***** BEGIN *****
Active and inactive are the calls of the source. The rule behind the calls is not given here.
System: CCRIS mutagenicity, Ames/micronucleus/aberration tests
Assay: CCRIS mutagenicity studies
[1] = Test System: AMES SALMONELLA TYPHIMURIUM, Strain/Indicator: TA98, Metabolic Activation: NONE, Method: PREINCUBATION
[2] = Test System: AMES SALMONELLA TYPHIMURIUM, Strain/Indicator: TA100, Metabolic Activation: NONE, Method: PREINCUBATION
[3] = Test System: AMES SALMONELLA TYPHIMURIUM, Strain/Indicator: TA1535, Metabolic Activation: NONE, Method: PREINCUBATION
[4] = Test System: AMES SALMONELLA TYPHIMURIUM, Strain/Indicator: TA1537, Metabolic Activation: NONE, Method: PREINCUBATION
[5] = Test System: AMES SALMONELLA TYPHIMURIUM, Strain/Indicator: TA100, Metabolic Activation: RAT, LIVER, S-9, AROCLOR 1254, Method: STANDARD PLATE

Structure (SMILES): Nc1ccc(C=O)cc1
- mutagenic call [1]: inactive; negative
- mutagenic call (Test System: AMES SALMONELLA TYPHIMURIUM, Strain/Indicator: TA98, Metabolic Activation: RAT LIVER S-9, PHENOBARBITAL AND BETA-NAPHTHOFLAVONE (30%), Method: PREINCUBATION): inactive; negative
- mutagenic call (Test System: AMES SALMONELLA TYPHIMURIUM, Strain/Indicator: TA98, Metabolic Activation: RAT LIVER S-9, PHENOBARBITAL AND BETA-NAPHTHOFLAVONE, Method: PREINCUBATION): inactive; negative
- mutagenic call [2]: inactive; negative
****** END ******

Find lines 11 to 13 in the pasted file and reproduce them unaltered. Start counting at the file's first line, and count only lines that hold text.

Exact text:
- mutagenic call (Test System: AMES SALMONELLA TYPHIMURIUM, Strain/Indicator: TA98, Metabolic Activation: RAT LIVER S-9, PHENOBARBITAL AND BETA-NAPHTHOFLAVONE (30%), Method: PREINCUBATION): inactive; negative
- mutagenic call (Test System: AMES SALMONELLA TYPHIMURIUM, Strain/Indicator: TA98, Metabolic Activation: RAT LIVER S-9, PHENOBARBITAL AND BETA-NAPHTHOFLAVONE, Method: PREINCUBATION): inactive; negative
- mutagenic call [2]: inactive; negative